Aurora kinases are serine/threonine kinases that are essential for cell proliferation. They are phosphotransferase enzymes that help the dividing cell dispense its genetic materials to its daughter cells. More specifically, Aurora kinases play a crucial role in cellular division by controlling chromatid segregation. Defects in this segregation can cause genetic instability, a condition which is highly associated with tumorigenesis.[1] The first aurora kinases were identified in Drosophila melanogaster, where mutations led to failure of centrosome separation with the monopolar spindles reminiscent of the North Pole, suggesting the name aurora.[2]

Three Aurora kinases have been identified in mammalian cells to date. Besides being implicated as mitotic regulators, these three kinases have generated significant interest in the cancer research field due to their elevated expression profiles in many human cancers.[3] The human Aurora kinases present a similar domain organization, with a N-terminal domain of 39–129 residues in length, a related Ser/Thr protein kinase domain and a short C-terminal domain containing 15–20 residues. The N-terminal domain of three proteins share low sequence conservation, which determines selectivity during protein–protein interactions.[1]


As described above, there are three classes of aurora kinases in multicellular organisms, including humans:

See also


  1. ^ a b Bolanos-Garcia V M. Aurora kinases. The International Journal of Biochemistry & Cell Biology 37 (2005) 1572–1577.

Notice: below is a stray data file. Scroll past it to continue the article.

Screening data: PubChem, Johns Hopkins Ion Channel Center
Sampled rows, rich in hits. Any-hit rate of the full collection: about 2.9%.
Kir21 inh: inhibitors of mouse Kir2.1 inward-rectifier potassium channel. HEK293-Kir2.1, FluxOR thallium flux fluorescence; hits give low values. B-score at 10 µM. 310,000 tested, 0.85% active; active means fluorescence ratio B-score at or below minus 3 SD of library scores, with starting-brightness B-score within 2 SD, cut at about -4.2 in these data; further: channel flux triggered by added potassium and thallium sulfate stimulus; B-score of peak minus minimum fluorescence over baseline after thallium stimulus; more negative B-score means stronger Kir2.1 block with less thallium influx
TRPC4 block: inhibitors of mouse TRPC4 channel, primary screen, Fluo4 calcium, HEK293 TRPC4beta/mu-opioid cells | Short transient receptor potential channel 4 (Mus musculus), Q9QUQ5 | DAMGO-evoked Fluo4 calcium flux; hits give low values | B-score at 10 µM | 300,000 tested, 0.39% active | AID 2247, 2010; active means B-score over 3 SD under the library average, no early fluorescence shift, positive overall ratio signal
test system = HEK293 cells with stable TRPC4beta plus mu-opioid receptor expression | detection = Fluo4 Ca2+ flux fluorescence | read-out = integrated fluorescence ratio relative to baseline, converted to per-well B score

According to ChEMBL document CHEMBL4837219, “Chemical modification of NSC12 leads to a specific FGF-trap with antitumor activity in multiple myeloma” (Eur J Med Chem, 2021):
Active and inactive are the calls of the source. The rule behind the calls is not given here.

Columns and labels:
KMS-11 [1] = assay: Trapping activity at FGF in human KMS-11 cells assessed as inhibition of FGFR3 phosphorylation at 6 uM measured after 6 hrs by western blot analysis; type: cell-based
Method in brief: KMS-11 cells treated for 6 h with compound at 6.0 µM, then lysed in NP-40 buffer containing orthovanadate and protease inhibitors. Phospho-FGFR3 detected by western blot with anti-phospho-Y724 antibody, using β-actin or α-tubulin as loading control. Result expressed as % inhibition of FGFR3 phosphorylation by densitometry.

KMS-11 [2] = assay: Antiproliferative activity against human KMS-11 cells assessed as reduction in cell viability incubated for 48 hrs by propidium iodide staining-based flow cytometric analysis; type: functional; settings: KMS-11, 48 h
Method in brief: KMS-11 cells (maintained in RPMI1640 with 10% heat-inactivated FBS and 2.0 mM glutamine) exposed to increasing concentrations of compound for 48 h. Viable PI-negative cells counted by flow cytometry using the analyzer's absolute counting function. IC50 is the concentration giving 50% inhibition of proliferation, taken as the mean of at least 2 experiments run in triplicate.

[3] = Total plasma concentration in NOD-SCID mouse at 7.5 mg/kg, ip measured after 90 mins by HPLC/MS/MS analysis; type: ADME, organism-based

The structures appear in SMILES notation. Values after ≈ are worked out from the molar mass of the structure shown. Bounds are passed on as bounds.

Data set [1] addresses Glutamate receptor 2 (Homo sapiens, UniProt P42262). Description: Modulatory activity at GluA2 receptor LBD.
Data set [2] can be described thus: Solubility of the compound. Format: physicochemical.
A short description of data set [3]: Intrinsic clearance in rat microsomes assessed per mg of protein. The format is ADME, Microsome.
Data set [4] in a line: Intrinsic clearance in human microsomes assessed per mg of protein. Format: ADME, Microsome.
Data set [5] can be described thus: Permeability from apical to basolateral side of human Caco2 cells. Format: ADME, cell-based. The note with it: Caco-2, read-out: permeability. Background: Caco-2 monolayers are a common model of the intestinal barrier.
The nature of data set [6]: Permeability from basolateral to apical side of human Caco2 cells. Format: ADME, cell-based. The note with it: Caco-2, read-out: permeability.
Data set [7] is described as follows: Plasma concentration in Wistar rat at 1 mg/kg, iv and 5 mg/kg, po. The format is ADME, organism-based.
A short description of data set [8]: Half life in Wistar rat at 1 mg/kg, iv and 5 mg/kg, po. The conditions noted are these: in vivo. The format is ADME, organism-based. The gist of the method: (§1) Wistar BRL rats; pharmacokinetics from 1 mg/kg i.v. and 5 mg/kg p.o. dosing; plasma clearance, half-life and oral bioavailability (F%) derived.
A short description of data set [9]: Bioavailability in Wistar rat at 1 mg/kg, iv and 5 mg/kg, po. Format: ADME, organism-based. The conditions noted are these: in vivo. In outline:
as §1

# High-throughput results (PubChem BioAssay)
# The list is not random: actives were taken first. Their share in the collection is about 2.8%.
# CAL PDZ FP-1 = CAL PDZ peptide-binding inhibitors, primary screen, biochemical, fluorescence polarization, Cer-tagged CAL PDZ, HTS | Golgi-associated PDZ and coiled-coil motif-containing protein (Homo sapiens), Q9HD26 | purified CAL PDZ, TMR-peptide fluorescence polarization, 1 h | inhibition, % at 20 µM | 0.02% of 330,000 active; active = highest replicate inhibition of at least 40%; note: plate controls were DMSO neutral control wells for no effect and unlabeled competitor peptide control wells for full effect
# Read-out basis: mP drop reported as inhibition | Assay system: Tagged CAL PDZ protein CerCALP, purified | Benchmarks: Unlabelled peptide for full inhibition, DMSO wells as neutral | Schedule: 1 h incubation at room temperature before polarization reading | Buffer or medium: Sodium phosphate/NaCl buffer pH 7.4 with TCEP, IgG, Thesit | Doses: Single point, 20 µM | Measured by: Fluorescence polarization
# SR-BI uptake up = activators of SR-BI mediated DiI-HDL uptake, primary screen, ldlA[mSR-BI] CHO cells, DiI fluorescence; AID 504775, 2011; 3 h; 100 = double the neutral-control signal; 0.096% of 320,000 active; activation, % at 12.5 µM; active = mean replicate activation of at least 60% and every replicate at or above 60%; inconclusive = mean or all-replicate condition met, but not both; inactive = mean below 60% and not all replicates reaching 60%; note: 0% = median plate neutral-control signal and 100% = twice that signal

2. ^ Fu, Jingyan (January 2007). "Roles of Aurora Kinases in Mitosis and Tumorigenesis" (PDF). Molecular Cancer Research. 5 (1): 1. doi:10.1158/1541-7786.MCR-06-0208. PMID 17259342. Retrieved 7 February 2022.
  3. ^ Giet R, Prigent C. Aurora/Ipl1p-related kinases, a new oncogenic family of mitotic serine-threonine kinases. Journal of Cell Science 112 (1999) 3591–3601.
  4. ^ Eyers PA, Erikson E, Chen LG, Eyers PA (April 2003). "A novel mechanism for activation of the protein kinase Aurora A". Current Biology. 13 (8): 691–697. doi:10.1016/s0960-9822(03)00166-0. PMID 12699628.
  5. ^ Bayliss R, Sardon T, Vernos I, Conti E (April 2003). "Structural basis of Aurora-A activation by TPX2 at the mitotic spindle". Molecular Cell. 13 (8): 691–697. doi:10.1016/s1097-2765(03)00392-7. PMID 14580337.
  6. ^ Tsuchiya Y, Byrne DP, Burgess SG, Bormann J, Bakovic J, Huang Y, Zhyvoloup A, Yu BY, Peak Chew S, Tran T, Bellany F, Tabor AB, Chan AE, Guruprasad L, Garifulin O, Filonenko V, Vonderach M, Ferries S, Eyers CE, Carroll J, Skehel M, Bayliss R, Eyers PA, Gout I (Sep 2019). "Covalent Aurora A regulation by the metabolic integrator coenzyme A". Redox Biology. doi:10.1016/j.redox.2019.101318. PMC 6812009. PMID 31546169.